Background Banner

U.S. Pork, Beef Greeted with Enthusiasm at SIAL 2012

Published: Oct 24, 2012
More than 140,000 visitors from an estimated 200 countries around the world are in attendance at this week’s SIAL international food show in Paris, and U.S. beef and pork are among the many products competing for their attention.

While attendance at the show is drawn heavily from the EU with a strong showing from Russia and the Middle East, nearly 6,000 exhibitors representing more than 100 countries on six continents have their products on display. Notably, China has the fifth-most exhibitors of any country while India is 11th – just behind the United States.

Europe has historically been self-sufficient in pork production, but interest in U.S. pork is increasing due to a changing business climate.

“Over the past four to five months, EU pork prices have risen,” said Dan Halstrom, USMEF senior vice president of marketing and communications, who is in attendance at SIAL. “With rising grain costs and the looming deadline (January 2013) for implementation of the EU’s new animal welfare regulations, we’re seeing growing excitement here for American pork.”

U.S. beef is also getting additional attention this year from European Union buyers because of an expanded, duty-free import quota for high-quality, grain-fed beef, which jumped from 20,000 metric tons last year to just under 46,000 this year.

John Brook, USMEF regional director for the EU, Russia and the Middle East, joined Halstrom in the USMEF booth along with Netherlands-based Nice to Meat, a major EU importer of U.S. red meat and a new member of USMEF.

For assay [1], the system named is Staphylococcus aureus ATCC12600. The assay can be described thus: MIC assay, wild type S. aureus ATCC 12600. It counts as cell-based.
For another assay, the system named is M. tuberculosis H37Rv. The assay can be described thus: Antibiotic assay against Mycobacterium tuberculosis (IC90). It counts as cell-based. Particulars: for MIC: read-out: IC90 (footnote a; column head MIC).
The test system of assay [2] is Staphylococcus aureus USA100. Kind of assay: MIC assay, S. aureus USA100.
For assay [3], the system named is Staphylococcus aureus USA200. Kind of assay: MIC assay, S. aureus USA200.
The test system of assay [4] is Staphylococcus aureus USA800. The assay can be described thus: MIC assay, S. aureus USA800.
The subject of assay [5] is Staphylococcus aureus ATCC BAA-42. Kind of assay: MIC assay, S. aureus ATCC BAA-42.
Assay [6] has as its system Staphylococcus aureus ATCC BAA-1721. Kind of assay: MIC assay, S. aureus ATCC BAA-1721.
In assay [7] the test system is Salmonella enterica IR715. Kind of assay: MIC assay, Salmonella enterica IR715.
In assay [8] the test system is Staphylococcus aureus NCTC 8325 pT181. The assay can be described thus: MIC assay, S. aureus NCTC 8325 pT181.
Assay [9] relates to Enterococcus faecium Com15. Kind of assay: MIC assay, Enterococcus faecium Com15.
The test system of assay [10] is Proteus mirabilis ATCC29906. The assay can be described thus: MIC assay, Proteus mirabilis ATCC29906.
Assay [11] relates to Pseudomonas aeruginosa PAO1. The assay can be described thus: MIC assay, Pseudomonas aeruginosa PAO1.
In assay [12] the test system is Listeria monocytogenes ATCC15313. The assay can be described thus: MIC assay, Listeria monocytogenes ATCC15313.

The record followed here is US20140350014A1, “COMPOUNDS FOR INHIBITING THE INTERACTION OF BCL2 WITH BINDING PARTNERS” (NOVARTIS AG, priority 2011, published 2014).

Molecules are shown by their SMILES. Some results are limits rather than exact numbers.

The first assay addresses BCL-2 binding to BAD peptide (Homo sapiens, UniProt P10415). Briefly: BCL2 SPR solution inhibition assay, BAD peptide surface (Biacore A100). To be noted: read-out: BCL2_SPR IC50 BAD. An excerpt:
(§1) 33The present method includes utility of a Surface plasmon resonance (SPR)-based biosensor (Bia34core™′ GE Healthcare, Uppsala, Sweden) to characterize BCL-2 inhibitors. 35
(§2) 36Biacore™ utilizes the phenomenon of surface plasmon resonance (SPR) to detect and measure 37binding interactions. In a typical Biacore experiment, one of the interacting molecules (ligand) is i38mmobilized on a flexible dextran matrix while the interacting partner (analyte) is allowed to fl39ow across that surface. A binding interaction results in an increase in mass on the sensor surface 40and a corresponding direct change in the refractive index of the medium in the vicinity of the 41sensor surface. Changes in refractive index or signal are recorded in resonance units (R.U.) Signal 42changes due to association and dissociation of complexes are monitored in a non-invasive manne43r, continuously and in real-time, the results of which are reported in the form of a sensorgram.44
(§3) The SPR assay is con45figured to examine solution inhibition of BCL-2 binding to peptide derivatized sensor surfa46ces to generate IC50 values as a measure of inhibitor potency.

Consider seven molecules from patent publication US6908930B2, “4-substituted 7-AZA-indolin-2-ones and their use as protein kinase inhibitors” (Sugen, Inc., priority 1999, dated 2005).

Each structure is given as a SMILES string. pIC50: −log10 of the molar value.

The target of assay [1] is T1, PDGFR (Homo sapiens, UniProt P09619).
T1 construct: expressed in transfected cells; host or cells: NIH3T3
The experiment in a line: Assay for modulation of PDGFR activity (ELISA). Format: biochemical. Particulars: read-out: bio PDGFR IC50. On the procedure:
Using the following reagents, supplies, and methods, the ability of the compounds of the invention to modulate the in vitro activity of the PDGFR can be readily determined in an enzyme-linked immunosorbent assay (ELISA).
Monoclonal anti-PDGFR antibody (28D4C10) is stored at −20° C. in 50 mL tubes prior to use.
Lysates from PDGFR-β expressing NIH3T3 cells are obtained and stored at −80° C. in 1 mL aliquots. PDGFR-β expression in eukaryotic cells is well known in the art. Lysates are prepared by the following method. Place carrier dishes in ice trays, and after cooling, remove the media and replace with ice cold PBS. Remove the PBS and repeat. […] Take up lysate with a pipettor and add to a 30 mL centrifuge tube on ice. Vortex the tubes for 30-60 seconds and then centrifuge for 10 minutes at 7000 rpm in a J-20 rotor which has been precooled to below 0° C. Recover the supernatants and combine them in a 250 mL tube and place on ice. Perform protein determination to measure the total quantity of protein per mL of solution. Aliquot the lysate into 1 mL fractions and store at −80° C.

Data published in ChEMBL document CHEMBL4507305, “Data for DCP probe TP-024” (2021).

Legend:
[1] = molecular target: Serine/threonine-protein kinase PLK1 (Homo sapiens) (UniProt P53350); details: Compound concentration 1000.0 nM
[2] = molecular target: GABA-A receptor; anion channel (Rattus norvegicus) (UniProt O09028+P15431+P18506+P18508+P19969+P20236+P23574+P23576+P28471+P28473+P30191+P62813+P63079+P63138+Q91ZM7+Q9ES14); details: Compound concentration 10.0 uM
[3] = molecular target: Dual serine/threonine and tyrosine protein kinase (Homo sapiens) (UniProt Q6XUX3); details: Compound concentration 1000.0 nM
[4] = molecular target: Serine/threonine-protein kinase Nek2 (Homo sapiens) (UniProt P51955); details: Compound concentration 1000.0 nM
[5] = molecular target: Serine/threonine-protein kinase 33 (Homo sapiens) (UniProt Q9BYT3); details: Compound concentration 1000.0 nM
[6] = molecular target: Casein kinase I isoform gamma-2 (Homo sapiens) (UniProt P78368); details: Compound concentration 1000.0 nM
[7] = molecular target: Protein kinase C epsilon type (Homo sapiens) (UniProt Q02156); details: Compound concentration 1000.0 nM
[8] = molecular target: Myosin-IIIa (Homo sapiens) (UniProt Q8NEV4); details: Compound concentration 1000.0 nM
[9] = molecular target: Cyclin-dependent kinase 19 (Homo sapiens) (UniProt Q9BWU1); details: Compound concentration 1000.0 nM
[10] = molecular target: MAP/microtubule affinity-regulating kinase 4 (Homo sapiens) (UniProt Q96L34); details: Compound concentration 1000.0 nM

“There is a very impressive turnout at this show,” said Mikel Pouw, director of Nice to Meat. “We see a great opportunity for continued growth in U.S. beef sales in the EU.”

SIAL is billed as the World’s No. 1 Food Exhibition, and its reach is truly global. U.S. beef and pork products are currently exported to an estimated 100 countries around the world, but the USMEF exhibit at SIAL – funded with support from the USDA Market Access Program (MAP) and the Pork Checkoff – is giving them visibility in every major market as well as new destinations – from island locations such as Papua New Guinea and Mauritius, to African nations including Tanzania and Burkina Faso.

“Food exhibitions are an important tool to reach a large number of potential buyers at one time, and shows like SIAL give us a good picture of what our competitors are doing,” said Brook. “We are seeing new orders being taken by the hour by our members and new relationships being built with potential customers.”

The value of shows like SIAL was reinforced by Roel Andriessen, senior vice president of international sales for Tyson Foods.

“Like Anuga (the largest food and beverage fair in the world), SIAL enables the industry to conduct business as well as socialize with its global customer base at a centralized international venue,” he said.

Andriessen observed that while the state of U.S. beef exports to the EU has come a long way since the 1980s, meeting the EU’s many requirements continues to pose very real challenges to the U.S. industry. He also noted that “increased opportunities for U.S. pork seem more likely than ever given current high pork prices in the EU and the impact of high input prices going forward.”